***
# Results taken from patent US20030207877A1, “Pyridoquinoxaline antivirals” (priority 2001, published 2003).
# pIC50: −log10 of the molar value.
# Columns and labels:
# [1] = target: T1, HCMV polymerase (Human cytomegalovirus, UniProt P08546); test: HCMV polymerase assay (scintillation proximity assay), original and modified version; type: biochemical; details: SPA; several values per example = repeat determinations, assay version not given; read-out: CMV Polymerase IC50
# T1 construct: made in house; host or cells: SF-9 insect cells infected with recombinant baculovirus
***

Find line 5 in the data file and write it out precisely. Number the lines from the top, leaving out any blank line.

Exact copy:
# T1 construct: made in house; host or cells: SF-9 insect cells infected with recombinant baculovirus